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You are here : 3-RX.com > Medical Encyclopedia > Diseases and Conditions > Celiac Disease
      Category : Health Centers > Food, Nutrition, and Metabolism

Celiac Disease

Alternate Names : Celiac Sprue, Nontropical Sprue, Sprue, Gluten-Sensitive Enteropathy, Gluten Intolerance

Overview, Causes, & Risk Factors | Symptoms & Signs | Diagnosis & Tests | Prevention & Expectations | Treatment & Monitoring

Celiac disease is a malabsorption syndrome. The intestine is not able to absorb vital dietary nutrients from foods containing gliadin, an alcohol-soluble portion of gluten.

What is going on in the body?

Nutritional considerations are important for persons with celiac disease. People with celiac disease are sensitive to cereal protein found in wheat and other grains. But they are more sensitive to the protein in wheat than the protein in other cereals such as rye, oats, and barley. The protein causes a reaction in the person's small intestine that prevents absorption of essential nutrients from the diet. The defect in absorption leads to the symptoms of the disease and malnutrition.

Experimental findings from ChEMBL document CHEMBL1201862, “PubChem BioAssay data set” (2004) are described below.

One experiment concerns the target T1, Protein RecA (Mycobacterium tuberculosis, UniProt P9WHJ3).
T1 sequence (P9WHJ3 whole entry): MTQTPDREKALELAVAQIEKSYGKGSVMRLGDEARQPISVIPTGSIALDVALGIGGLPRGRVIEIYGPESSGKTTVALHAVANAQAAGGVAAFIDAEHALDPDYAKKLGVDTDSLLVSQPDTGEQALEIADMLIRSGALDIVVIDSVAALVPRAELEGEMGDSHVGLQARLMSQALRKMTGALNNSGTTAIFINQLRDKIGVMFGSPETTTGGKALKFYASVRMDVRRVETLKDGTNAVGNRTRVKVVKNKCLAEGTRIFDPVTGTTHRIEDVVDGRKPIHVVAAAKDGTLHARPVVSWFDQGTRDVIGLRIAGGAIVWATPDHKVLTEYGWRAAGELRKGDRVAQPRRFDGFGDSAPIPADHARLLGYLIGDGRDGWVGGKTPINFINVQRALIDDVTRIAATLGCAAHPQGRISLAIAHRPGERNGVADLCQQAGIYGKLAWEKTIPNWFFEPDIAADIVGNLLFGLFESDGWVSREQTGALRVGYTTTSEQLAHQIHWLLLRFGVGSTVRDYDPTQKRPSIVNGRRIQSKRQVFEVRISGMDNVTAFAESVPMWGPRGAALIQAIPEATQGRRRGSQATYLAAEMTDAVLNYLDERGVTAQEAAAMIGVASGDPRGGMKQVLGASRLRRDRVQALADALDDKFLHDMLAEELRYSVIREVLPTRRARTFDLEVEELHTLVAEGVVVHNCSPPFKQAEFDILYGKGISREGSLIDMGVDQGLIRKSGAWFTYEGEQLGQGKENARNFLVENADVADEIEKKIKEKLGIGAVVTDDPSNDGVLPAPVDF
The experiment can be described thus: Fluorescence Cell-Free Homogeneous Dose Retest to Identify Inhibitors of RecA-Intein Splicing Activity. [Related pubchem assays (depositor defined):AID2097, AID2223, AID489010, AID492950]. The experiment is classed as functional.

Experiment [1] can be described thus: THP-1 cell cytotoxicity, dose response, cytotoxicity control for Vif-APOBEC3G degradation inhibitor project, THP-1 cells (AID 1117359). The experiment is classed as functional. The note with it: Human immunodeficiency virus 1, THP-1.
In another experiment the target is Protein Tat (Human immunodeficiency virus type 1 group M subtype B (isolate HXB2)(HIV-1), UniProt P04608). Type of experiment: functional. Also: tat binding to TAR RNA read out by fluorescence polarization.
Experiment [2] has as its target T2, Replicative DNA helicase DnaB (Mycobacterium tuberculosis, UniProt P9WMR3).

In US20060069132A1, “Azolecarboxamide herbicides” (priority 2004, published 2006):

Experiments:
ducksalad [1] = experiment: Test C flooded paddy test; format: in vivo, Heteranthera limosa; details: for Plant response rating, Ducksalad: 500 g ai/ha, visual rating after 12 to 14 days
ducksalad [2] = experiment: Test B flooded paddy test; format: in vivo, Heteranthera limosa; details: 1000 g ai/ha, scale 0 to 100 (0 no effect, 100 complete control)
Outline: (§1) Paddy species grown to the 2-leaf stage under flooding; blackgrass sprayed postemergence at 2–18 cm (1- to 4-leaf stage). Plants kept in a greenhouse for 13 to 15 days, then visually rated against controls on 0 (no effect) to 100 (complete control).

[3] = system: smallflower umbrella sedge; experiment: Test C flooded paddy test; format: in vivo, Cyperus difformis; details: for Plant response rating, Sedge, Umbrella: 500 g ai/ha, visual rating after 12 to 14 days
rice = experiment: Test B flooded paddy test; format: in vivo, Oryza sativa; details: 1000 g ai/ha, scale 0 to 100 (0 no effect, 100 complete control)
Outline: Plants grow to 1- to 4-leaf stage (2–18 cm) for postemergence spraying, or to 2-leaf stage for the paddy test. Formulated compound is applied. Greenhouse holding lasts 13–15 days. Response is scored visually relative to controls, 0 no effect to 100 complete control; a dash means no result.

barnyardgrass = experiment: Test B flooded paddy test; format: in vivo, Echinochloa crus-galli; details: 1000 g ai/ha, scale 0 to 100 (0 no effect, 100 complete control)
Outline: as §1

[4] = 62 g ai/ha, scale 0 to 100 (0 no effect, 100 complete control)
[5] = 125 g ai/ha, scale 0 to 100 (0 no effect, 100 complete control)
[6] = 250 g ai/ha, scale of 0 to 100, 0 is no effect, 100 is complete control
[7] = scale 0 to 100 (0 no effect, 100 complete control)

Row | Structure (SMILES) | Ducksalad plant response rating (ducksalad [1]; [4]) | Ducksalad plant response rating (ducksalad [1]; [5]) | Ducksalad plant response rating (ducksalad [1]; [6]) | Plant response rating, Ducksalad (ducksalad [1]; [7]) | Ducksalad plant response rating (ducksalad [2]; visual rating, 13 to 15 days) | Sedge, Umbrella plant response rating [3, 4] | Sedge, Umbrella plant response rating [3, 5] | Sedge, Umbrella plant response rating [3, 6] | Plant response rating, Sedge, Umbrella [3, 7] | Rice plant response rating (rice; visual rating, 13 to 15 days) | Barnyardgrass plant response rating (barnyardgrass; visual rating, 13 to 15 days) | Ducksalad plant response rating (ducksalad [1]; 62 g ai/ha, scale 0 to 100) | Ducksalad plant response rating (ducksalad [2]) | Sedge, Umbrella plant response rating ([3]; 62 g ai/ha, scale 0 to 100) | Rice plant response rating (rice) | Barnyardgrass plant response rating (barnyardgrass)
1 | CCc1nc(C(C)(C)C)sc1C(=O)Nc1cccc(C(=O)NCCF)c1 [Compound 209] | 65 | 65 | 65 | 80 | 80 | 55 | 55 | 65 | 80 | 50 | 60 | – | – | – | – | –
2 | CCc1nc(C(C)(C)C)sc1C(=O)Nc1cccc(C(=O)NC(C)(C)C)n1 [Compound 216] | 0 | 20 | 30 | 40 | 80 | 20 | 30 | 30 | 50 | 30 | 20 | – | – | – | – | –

What are the causes and risks of the disease?

Celiac disease is suspected to be a genetic disorder. But exactly how the genetic changes cause the sensitivity to gluten is not known.

Celiac disease, for example, is common among people from northwest Europe. The frequency among the British is 1 in 1,000 to 1 in 2,000. The frequency among the Irish is as high as 1 in 600. Relatives of people with celiac disease are at higher risk than others in the same population.


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Celiac Disease: Symptoms & Signs

Author: Ronald J. Jorgenson, DDS, PhD, FACMG
Reviewer: Eileen McLaughlin, RN, BSN
Date Reviewed: 03/13/01

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